2.1. Study Population

The study participants in DiAPREV-IT 2 were all recruited from three population-based longitudinal follow-up studies: The Environmental Determinants of Diabetes in the Young (TEDDY) study, Diabetes Prediction in Skåne (DiPiS) study, and TrialNet, as healthy participants. The included children were between 4 and 17.99 years old and had to be positive for GADA and at least one more beta cell autoantibody (IAA, IA-2A, ZnT8RA, ZnT8QA, or ZnT8WA) at stage 1 or 2 in T1D progression, with or without impaired glucose metabolism. Baseline characteristics are described in Table 1.

Children were assessed for eligibility, informed about the study, and together with their parents given informed consents to sign at the baseline visit (visit 0) when they also started with a high daily dose of vitamin D (2000 IU) during the two years of follow-up. The 26 enrolled children were randomized for treatment with two doses of subcutaneously administered 20 μg GAD-alum (Diamyd®, Diamyd Medical, Stockholm, Sweden) or placebo (Alhydrogel®) one month after the baseline visit (visit 1). The second GAD-alum/placebo booster dose was administered one month after the first prime dose. The follow-up schedule is illustrated in Figure 1. The consort diagram shows the retention and drop-out of participating children during follow-up (Figure 2). DiAPREV-IT 2 children who were diagnosed with T1D during follow-up had a postdiagnosis follow-up intervention visit. However, in the present study, only healthy children are included and thus excluded from the study once diagnosed with T1D. During follow-up, three children were diagnosed with T1D, one in the GAD-alum-treated group (after 9 months of follow-up) and two in the placebo-treated group (after baseline visit and 6 months of follow-up, respectively). Two children in the GAD-alum-treated group withdrew during the 24 months of follow-up, one after 6 months, and the other after 9 months, resulting in 10 (76.9%) children completing their 24 months of follow-up in the GAD-alum-treated group and 11 (84.6%) children in the placebo-treated group.

2.2. Analysis of Islet Beta Cell Autoantibodies

Each of the six beta cell autoantibodies GADA, IAA, and IA-2A and the three amino acid variants of ZnT8 (R/W/Q) were analyzed at baseline, once a month for three months and every third month thereafter. Radioligand binding assay (RBA) was used to determine the six different beta cell autoantibodies as previously described [18, 19].

2.3. Flow Cytometric Phenotyping of T-Lymphocytes

Blood samples for cellular analysis were collected at scheduled follow-up visits, before the first and the second GAD-alum or placebo treatment, and every 6 months thereafter (at visit 0 or 1, 2, 4, 6, 8, and 10). The samples were drawn in EDTA tubes and prior to any treatment or test during the clinical visit. If the blood sample was for any reason missed at visit 0, a blood sample could be collected at visit 1 instead; hence, either visit 0 or 1 was considered as baseline in the current study. The peripheral blood lymphocyte count (109 cells/L) was determined within 4 h after blood draw by complete blood count (CBC) analysis in a multiparameter automated hematology analyzer (CELL-Dyn Ruby; Abbott Laboratories, Diagnostic Division) as previously described [20]. Whole blood samples were processed with BD FACS™ Lysing Solution (BD Biosciences) according to the manufacturer’s instructions for the lysing of the red blood cells following immunostaining with monoclonal antibodies conjugated to fluorochromes, fixing, and washing of cells for the flow cytometric analysis. Processed, immunostained, and fixed peripheral blood leukocytes were stored in 1% formaldehyde in phosphate-buffered saline (PBS) at 2°-8°C in dark up to two days prior to the flowcytometric analysis. The samples were analyzed on two different flow cytometers, on BD FACSCalibur at the beginning of the study and later replaced by a CytoFLEX (Beckman Coulter Inc., Brea, CA, U.S.A). Both devices were compared at the Lund University Diabetes Centre Flow Cytometry Laboratory, showing statistically correlated data with no fixed or proportional bias between the sample acquisitions (Deming regression (, ) and Passing and Bablok (, )). For the analysis on BD FACSCalibur, the samples were immunostained with CD [4/IgG2a/IgG1] fluorescein isothiocyanate (FITC), IgG1 isotype phycoerythrin (PE)/peridinin-chlorophyll-protein (PerCP)/allophycocyanin (APC) (clone MOPC-21), CD [3/16+56] FITC/PE (clone X39, X40, SK3), CD3 FITC (clone UCH1), CD4 PerCP (clone SK3), CD8 PerCP (clone SK1), CD45RA PE (clone HI100), CD45RO APC (clone UCHL1), and CD62L APC (clone DREG-56) all purchased from BD Biosciences.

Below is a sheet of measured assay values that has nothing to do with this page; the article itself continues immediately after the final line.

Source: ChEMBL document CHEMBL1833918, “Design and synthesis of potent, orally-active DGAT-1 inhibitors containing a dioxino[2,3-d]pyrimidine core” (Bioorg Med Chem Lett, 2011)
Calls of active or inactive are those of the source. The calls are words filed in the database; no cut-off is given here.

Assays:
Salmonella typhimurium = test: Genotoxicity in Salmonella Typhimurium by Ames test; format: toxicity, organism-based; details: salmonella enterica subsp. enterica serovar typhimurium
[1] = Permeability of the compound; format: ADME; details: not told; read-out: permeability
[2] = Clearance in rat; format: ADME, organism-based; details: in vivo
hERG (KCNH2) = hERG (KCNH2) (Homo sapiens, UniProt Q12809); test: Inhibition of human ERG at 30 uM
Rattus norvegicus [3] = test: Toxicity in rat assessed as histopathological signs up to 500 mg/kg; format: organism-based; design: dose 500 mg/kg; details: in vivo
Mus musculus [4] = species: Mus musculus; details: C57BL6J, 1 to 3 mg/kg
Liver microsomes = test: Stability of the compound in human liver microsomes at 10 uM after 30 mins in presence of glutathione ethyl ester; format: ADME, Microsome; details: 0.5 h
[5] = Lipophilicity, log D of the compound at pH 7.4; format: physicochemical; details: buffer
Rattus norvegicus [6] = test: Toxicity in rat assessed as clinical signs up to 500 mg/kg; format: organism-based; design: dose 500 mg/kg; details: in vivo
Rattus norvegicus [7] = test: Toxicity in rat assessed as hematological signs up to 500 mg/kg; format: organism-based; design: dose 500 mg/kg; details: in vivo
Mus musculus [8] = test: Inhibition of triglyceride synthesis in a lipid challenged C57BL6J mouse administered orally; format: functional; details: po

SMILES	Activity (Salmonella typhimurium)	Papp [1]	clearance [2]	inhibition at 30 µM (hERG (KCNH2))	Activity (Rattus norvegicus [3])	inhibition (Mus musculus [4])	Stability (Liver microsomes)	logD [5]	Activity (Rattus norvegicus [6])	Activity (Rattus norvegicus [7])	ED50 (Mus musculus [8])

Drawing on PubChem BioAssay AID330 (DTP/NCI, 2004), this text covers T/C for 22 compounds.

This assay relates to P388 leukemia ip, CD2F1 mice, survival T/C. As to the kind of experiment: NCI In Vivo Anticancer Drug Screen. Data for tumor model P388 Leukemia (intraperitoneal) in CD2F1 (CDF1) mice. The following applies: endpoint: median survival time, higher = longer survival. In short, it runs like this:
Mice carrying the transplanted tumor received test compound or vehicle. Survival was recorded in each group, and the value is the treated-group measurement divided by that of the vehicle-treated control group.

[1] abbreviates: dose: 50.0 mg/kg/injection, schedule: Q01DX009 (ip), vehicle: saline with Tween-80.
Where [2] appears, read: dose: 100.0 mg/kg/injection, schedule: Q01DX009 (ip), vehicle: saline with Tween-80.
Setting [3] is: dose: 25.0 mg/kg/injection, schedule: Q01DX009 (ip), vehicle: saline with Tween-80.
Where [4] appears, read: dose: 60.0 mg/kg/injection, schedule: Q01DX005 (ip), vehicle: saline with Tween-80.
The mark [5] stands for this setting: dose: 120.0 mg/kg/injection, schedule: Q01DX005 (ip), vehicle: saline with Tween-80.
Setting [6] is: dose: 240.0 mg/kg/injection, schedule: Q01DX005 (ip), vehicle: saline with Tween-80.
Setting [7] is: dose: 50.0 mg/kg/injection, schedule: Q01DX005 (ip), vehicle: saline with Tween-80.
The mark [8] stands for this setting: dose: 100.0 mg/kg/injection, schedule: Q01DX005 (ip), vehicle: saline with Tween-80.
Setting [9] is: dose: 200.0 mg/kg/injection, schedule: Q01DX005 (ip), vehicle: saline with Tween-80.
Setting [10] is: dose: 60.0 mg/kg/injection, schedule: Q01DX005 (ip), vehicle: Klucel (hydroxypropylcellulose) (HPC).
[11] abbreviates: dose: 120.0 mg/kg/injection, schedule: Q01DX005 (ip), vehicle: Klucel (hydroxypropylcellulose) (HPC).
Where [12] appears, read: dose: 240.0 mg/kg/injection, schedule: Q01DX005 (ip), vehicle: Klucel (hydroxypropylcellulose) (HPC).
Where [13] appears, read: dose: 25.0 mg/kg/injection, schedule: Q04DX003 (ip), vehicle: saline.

For the CytoFLEX, cells were immunostained with CD3 PE-Cyanine 7 (PE-CY 7) (clone SK7), CD4 APC-R700 (clone RPA-T4), CD8 APC-H7 (clone SK1), CD45RA Brilliant™ Blue 515 (BB515) (clone HI100), CD45RO PerCP-CY5.5 (clone UCHL1), CD62L APC (clone DREG56), CD56 PE (clone B159), and CD16 APC (clone B73.1) all purchased from BD Biosciences. VersaComp Antibody Capture Kit (Beckman Coulter) was used according to the manufacturer’s manual instructions for the compensation to correct the spectra overlap on the CytoFLEX. Unstained samples were used as negative controls in the acquisition plots and fluorescence minus one control (FMO) for each marker for accurate gating of the positive populations that were used when the monoclonal antibody T-lymphocyte panel was set [21]. Doublets were discriminated from singlets by plotting FSC Area against FSC Height in the acquisition analysis plot.